What is it?
Green building certifications provide a pathway for building owners to gain recognition of the emphasis on environmental management in their design. The development of Green Building Certifications began in the early 2000s with the launch of the Leadership in Energy and Environmental Design (LEED) rating system developed by the US Green Building Council. At the time, there were few practitioners focused purely on designing buildings that balanced resource utilization and the impact on the environment.
The LEED rating system has seen exponential growth. While it had a slow start, by 2009, 2,200 commercial projects had been certified, a number that has grown to 32,500 in 2017, and 80,000 projects overall1. Over the past few years, new rating systems and certifications focusing on specific types of buildings and specialties have emerged, including those focused on health, school buildings, and the residential sector.
For educational facilities, the two most common rating systems for schools are LEED and CHPS (Collaborative for High Performance Schools). These certifications both provide a rubric for implementing practices into the building design and construction that is then verified by a third party review. Strategies are awarded a point value from a list of possible categories which could include: water, energy, transportation, operations & maintenance, and landscaping. Depending on the number of strategies implemented, the building can earn a certification and recognition for the team’s efforts.
How big an Investment is the certification?
The value in certification goes beyond the plaque or certificate received after construction is completed. Critics often cite the high cost of administering certificates, but the value proposition must be broadened to include the real changes in your building that have measurable impacts. The costs to certify a building up to 250,000 square feet to LEED standards are approximately $15,000 in administrative fees alone. The additional cost for design and construction can reach up to 10% of the project budget, but in many cases the cost is the same as a traditional building. CHPS has two levels of review:
- CHPS designed- registration valued at $900
- CHPS verified- $900 with an additional $4,000-$11,000 in certification costs (depending on size)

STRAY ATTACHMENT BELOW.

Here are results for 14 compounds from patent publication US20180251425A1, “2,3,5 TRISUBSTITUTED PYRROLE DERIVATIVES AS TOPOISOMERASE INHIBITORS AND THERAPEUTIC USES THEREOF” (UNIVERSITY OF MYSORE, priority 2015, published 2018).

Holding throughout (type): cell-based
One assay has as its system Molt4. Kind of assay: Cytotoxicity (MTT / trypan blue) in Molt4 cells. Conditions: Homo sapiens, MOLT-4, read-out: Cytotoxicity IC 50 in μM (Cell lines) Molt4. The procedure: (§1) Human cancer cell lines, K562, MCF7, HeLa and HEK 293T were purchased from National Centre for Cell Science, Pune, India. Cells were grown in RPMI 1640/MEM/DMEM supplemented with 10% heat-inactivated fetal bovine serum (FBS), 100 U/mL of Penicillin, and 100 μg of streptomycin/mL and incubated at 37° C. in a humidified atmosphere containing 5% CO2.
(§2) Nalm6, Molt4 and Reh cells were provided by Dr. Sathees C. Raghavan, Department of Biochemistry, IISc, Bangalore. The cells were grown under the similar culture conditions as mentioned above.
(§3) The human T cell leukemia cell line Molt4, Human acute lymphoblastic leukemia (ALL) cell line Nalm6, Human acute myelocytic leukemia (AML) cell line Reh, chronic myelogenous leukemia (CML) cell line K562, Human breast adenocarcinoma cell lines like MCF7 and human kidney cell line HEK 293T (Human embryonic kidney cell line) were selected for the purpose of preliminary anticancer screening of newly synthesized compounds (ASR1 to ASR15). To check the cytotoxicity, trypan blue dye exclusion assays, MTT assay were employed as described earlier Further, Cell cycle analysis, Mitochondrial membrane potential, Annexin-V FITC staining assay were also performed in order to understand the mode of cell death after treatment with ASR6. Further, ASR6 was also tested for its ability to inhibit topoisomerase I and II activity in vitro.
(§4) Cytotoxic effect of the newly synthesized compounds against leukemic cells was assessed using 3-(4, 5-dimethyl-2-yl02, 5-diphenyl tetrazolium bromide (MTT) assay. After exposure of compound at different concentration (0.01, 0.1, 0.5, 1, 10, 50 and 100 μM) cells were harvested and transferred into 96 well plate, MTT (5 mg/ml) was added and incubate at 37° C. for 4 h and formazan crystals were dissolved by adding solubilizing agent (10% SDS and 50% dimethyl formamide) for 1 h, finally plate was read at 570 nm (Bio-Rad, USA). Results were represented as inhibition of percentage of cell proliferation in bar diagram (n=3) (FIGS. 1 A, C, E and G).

However, various studies have demonstrated that the additional costs bring value to the owners and occupants of the building. The most important factor is reduction in energy use which equates to reduced operations costs. New construction built according to the LEED standard has been shown to reduce energy by 15% on average with a 13% reduction for existing buildings over five years2. LEED buildings were determined to have increased asset value as much as 5% for new construction based on assessments3. Other studies indicate tenants were also willing to pay a higher price for LEED certified buildings.
What are the sustainable benefits?
There are a multitude of benefits to pursuing certifications. The school district benefits from reduced operating costs because of the energy efficiency provisions. K-12 schools that are LEED certified for Existing Buildings claim energy savings that are 36% better than the average school4. Some projects are able to recover the additional costs of certification, recouping taxpayer money, by returning the savings in energy use year over year. The occupants also benefit from the greener space. The attributes of LEED which enhance learning include, removal of toxic materials, controlled exposure to dust and pollen, increased access to daylight and outdoor views, and access to thermal controls with higher levels of comfort. The school itself also serves as a teaching tool for students to learn about how the school was designed with the environment in mind and can be a catalyst for students to live their lives more sustainably by embodying the same principles.